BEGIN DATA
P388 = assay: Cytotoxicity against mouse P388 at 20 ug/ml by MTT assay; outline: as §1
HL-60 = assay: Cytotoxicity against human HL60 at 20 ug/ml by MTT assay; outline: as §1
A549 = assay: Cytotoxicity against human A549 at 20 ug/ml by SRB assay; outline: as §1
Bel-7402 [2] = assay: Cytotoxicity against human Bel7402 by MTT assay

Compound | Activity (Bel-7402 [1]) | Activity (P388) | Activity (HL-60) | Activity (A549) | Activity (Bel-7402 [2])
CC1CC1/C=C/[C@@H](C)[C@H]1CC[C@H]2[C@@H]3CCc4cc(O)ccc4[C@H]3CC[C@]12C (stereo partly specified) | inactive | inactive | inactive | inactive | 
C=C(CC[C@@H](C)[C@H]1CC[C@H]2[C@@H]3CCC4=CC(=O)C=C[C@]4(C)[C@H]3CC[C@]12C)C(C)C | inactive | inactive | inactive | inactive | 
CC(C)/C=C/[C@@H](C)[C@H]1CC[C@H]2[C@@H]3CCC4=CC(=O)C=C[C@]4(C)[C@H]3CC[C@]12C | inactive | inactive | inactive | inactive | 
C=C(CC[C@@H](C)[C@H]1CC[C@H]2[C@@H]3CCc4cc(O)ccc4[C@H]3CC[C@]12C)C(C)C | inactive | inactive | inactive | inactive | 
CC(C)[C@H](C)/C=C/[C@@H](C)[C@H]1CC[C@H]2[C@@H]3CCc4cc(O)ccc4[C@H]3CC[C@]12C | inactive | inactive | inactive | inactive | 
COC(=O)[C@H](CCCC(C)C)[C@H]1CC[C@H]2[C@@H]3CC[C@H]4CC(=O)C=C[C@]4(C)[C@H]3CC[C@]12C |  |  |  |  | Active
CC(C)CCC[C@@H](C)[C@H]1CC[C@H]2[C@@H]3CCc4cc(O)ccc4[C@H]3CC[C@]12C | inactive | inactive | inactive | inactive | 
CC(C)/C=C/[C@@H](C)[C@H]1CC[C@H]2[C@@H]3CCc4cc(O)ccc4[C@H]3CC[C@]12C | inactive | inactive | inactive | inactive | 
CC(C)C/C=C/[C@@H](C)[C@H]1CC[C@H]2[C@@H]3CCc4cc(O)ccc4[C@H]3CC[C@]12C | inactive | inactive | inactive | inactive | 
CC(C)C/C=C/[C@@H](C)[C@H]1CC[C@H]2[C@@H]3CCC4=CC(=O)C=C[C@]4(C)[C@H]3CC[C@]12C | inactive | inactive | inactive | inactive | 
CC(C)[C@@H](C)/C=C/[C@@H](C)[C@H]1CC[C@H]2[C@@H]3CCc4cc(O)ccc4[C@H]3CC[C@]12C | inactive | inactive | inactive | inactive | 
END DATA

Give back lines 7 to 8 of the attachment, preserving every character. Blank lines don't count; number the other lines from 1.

C=C(CC[C@@H](C)[C@H]1CC[C@H]2[C@@H]3CCC4=CC(=O)C=C[C@]4(C)[C@H]3CC[C@]12C)C(C)C | inactive | inactive | inactive | inactive | 
CC(C)/C=C/[C@@H](C)[C@H]1CC[C@H]2[C@@H]3CCC4=CC(=O)C=C[C@]4(C)[C@H]3CC[C@]12C | inactive | inactive | inactive | inactive | 